Hide the servicemembers
U.S. Rep. Jon Porter of Nevada is a cosponsor of a bill that would make it illegal to invoke the names or images of U.S. servicepeople in “connection with any merchandise, retail product, impersonation, solicitation or commercial activity.”
The legislation, House Resolution 269, is similar to bills already passed by five states intended to stop memorializing of servicepeople who have died in war zones. Examples would include the reading of the names of all people killed in Iraq by Nightline anchor Ted Koppel on April 30, 2004, or the publication of all the thousands of names by the three editions of the News & Review last year. Under the legislation, those commemorations would not be permitted unless the permission of surviving family members were obtained first.
Jolene Morris, widow of Eric Morris of Sparks who was killed in Tal Afar in Iraq in 2005, said she opposes that kind of legislation because it would prevent commemorations of servicepeople.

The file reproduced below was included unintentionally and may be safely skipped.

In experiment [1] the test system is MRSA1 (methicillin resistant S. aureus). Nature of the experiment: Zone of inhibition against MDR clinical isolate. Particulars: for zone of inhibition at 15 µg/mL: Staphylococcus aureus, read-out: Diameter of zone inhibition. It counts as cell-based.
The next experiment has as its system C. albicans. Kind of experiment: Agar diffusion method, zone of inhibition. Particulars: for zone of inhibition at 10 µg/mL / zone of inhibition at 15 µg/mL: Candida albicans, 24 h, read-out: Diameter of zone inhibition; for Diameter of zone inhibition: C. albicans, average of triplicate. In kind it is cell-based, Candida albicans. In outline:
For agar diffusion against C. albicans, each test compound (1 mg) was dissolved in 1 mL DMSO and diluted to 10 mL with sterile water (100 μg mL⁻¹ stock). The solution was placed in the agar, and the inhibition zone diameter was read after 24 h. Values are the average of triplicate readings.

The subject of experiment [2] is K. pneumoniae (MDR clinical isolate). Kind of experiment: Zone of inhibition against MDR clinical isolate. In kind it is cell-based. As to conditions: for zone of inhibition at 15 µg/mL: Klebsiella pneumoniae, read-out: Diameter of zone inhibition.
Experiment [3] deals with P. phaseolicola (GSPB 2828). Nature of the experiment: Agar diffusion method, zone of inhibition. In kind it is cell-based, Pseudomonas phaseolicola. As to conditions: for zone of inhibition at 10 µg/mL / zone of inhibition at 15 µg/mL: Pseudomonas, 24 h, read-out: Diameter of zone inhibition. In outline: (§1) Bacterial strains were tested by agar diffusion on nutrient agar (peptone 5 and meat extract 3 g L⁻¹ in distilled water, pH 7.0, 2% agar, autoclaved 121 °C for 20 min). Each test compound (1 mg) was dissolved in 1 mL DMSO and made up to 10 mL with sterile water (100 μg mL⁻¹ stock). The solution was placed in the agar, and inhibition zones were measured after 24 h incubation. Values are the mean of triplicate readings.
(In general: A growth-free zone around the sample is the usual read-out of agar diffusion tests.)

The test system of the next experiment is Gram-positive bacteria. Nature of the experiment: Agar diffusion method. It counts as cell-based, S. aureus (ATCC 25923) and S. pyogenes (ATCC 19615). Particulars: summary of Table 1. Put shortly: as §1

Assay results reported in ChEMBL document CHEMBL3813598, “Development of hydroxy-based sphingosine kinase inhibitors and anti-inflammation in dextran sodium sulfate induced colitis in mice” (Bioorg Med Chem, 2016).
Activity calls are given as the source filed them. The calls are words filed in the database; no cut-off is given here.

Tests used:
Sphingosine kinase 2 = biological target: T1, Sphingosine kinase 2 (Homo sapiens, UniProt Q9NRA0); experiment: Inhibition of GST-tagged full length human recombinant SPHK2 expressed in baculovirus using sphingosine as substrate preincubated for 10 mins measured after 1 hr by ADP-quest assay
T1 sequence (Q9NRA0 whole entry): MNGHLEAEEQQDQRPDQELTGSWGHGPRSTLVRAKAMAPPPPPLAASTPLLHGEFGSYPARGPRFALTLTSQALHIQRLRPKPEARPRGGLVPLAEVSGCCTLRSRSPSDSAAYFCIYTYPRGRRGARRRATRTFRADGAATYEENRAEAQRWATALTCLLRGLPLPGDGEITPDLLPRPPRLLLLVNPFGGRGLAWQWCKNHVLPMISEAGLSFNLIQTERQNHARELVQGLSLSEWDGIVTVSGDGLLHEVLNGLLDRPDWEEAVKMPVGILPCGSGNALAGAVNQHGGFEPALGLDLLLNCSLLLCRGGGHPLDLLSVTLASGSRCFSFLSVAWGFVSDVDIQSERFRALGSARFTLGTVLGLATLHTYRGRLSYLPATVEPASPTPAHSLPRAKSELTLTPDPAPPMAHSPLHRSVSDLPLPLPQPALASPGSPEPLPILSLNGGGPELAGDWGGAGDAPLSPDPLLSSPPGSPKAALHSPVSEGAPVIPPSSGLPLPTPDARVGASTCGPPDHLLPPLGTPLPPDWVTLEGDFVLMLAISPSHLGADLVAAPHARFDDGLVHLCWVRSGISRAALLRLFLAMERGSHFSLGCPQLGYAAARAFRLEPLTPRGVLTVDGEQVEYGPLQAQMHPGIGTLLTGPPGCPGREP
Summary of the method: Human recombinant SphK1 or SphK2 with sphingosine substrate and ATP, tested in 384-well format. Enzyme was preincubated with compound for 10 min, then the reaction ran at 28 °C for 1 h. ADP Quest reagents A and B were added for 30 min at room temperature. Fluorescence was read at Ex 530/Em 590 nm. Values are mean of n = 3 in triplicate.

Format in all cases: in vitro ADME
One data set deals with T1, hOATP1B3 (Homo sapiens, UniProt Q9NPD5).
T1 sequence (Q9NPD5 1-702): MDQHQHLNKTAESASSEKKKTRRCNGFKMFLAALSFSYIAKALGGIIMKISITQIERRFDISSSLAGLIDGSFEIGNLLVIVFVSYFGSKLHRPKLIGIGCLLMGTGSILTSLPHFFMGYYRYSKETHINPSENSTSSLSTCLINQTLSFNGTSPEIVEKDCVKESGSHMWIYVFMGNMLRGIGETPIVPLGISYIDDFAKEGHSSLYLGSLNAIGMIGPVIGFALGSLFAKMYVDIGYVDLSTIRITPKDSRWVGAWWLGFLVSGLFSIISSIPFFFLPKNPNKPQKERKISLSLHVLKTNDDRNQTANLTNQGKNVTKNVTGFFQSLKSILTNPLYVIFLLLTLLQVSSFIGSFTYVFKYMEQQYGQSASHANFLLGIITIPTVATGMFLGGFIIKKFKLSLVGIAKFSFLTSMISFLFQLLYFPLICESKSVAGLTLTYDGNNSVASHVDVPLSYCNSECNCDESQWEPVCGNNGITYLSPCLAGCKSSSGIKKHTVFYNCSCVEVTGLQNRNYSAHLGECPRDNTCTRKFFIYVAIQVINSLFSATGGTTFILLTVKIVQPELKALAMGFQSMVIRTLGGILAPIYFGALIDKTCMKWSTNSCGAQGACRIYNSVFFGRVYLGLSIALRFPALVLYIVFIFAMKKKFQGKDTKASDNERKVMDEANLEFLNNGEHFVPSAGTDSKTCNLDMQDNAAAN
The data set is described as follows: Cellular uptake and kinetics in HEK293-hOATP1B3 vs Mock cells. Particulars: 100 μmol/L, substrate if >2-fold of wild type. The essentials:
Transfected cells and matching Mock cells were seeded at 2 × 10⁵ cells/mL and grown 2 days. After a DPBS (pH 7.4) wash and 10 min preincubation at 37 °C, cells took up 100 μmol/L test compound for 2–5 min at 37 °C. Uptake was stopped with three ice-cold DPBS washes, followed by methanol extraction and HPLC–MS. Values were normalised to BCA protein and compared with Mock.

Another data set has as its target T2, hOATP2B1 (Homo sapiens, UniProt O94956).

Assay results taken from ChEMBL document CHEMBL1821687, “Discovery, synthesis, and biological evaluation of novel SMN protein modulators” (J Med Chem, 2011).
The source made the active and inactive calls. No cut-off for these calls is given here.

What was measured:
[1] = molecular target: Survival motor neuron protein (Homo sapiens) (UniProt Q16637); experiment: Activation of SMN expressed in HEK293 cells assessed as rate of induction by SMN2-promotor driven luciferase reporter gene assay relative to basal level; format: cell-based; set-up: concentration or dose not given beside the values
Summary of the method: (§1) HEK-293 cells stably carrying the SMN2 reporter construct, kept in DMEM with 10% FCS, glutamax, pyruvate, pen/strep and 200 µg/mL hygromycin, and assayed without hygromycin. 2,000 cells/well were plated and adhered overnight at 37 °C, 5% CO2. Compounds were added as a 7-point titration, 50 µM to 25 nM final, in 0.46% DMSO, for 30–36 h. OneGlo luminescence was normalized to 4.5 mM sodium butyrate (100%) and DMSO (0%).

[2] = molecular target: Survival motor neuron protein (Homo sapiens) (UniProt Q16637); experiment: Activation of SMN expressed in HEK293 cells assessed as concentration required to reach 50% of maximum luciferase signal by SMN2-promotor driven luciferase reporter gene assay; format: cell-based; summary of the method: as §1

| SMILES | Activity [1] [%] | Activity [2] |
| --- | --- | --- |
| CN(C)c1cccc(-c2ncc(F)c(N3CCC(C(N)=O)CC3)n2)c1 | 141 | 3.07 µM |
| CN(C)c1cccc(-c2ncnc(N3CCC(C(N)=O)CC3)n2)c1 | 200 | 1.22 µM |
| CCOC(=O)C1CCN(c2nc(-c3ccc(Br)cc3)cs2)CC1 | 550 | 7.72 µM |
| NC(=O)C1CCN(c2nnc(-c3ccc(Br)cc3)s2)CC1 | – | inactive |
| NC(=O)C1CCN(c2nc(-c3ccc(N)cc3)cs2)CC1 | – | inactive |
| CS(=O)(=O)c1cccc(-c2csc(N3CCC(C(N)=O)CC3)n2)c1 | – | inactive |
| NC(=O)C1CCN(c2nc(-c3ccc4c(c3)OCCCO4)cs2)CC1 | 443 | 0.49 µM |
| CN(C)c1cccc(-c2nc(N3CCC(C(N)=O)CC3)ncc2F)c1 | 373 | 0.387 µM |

“I don’t agree with legislation on that one,” she said. “If they’re going to do [a commemoration] like that for all the soldiers, that makes me feel good because it means that people know, acknowledge, see and accept that they [servicepeople] are all in their hearts.”
Oklahoma, Louisiana, Texas, Florida and Arizona have passed measures outlawing such products and commemorations. Arizona is the home state of CarryaBigSticker, a producer of bumper stickers, posters and similar items, including T-shirts imprinted with dense text naming servicepeople killed in Iraq. So far, no one has tried to enforce the law against CarryaBigSticker and in July a state legislator apologized for mistakenly voting for the measure. The law was approved by Gov. Janet Napolitano, who is occasionally mentioned as a Democratic vice presidential nominee.